Sex addiction on the rise, more women than ever affected

Sex addiction on the rise, more women than ever affected - image

Rachel Resnick was driving on a Hollywood highway while obsessively texting a boyfriend who kept ignoring her calls. Desperate to connect with her partner, she lost control of her car and slammed into a family van.

Luckily, no one was hurt. But it took that high stakes moment for Resnick to realize that her desire for sex had reached a compulsive level.

In her book, “Love Junkie”, she recounts in vivid details her experience with sex addiction.

“I wanted more and more sex and I wanted that affirmation,” she said. “[I wanted] what I thought was real connection, what I thought was love.”
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An estimated one to five percent of people live with sex addiction, and experts say more and more women are facing this problem.

“Sex addiction is an addiction like any other. It really is a way that people use sexual behaviour or fantasy to medicate or prevent uncomfortable emotional states,” said Dr. Penny Lawson, Manager of Family Services and Special Programs at Bellwood Health Services.

But identifying and diagnosing sex addiction is tricky, as the condition itself is ill-defined.

According to Dr. James Cantor, Senior Scientist at the Centre for Addiction and Mental Health (CAMH), different people mean different things when they refer to sex addiction.

“For some people, it’s the enormous amount of time used either through masturbations or seeking potential sex partners,” he said.

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“For some people, it’s just that sex is on their mind but they’re not actually expressing any kind of sexual behaviour in any…out of the ordinary sense.”

In practice, hypersexuality becomes a problem when it is interfering with a person’s daily activities and relationships.

Dr. Cantor said oftentimes sex addiction is actually one of many behavioural problems a person is experiencing.

“The sex is just what’s getting our attention because it’s sex,” he said. “There are a lot of women, for example, who express difficulty handling their emotions in general, that they feel their emotions in a more extreme way.”

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He added that in some cases, an out of control sex life is one of the behavioural problems associated with childhood trauma.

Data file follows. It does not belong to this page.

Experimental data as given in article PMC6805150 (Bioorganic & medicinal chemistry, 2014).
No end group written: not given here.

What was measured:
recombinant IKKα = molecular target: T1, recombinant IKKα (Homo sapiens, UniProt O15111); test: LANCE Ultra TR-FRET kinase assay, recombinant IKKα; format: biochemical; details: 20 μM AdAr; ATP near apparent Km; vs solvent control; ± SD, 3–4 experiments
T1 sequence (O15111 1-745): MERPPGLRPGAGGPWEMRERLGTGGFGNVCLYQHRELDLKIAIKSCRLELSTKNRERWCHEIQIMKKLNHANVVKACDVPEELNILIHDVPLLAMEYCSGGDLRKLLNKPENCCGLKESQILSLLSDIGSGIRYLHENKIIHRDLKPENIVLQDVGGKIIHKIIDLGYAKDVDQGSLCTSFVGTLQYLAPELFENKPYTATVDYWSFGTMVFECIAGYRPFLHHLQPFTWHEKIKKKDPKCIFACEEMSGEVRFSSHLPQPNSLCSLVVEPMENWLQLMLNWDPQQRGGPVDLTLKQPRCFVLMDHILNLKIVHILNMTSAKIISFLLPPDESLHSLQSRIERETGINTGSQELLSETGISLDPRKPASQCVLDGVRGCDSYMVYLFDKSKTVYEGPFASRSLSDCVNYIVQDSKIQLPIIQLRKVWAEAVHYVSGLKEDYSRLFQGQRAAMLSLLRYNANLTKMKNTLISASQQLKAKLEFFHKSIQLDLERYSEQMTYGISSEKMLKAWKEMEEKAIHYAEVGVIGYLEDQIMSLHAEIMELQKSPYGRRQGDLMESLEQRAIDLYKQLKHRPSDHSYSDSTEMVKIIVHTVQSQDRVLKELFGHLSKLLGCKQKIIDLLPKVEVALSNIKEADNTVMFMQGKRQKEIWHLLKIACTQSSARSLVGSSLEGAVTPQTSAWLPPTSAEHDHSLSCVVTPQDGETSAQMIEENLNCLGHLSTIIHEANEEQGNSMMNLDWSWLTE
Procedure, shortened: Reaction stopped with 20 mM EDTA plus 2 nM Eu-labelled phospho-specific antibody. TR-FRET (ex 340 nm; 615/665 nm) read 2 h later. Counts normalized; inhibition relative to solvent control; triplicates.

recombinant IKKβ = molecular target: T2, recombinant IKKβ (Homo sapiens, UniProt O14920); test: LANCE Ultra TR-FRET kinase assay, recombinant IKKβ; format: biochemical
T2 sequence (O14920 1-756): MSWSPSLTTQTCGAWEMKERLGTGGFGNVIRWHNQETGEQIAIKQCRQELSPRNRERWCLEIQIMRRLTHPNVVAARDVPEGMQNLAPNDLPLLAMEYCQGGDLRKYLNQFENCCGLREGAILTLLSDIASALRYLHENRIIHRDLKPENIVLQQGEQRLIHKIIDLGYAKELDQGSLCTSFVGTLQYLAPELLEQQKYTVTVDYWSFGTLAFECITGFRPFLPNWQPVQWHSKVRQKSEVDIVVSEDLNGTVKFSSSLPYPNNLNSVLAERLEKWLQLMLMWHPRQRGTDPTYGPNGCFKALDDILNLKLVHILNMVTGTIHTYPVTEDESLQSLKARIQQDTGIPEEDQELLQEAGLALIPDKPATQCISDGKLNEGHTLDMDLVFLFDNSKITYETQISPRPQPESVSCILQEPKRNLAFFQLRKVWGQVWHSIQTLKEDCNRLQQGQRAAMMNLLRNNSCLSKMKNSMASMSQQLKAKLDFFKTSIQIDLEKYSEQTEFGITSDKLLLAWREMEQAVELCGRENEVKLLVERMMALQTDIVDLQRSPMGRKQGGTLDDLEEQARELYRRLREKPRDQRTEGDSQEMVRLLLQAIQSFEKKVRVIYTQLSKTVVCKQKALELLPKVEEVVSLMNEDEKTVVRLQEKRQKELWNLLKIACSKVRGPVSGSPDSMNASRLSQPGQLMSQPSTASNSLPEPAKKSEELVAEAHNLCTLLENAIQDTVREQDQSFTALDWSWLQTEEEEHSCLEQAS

“Early childhood relationship difficulties lead to adult relationship difficulties, of which sex is a part.”

Growing up, Resnick saw her mother suffer from depression and eventually commit suicide, a time she describes as a “defining moment” in her life.

“You grow up with some kind of mild depression and deep craving for this kind of attention that you didn’t get that would have helped with the formation of your whole being,” she said.

Women experience sex addiction differently than men. While sexual problems are usually embedded within relationships for women, men tend to spend long hours masturbating and looking for porn online.

But Dr. Lawson said the Internet is perhaps “rewiring women’s brains to be more visual” because according to Patrick Carnes, a U.S-based sex addiction expert, at least 40 per cent of female Internet users engage in problematic cybersex.

“We’re starting to see more aggressive behaviour for women [online]. More women will meet their online sexual partner [in-person], of course putting them at huge risks both physically and emotionally.”
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When it comes to seeking help for sex addiction, women tend to be more reluctant than men. For Resnick, who battled this problem since a young age, the addiction was top secret.

“My friends really didn’t know about what was going on,” she said. “And that I think is another hallmark of this particular addiction.”

When Resnick finally decided to confront her addiction, she joined to a 12-step recovery program with Sex and Love Addicts Anonymous (SLAA) in California.

“As soon as I walked in, oh my God, I belong there,” said Resnick, who says she is still recovering.

Treating sex addiction is difficult because unlike chemical dependence, sex is a natural part of life.

Dr. Lawson said experts usually recommend at least 90 days of complete sexual abstinence from all kinds of sex “to give the brain a rest” while addicts build recovery support systems.

Clinically, researchers are still looking into a set of interventions called dialectical behavioural therapy to treat sex addiction as a part of a range of personality disorders. This treatment will require a team of experts working with the patient.

The key, Dr. Cantor says, is to not isolate sex from a person’s life as a whole.

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“In the long term, the more helpful interventions are going to be helping the woman develop healthy relationships in general of which sex is a part.”


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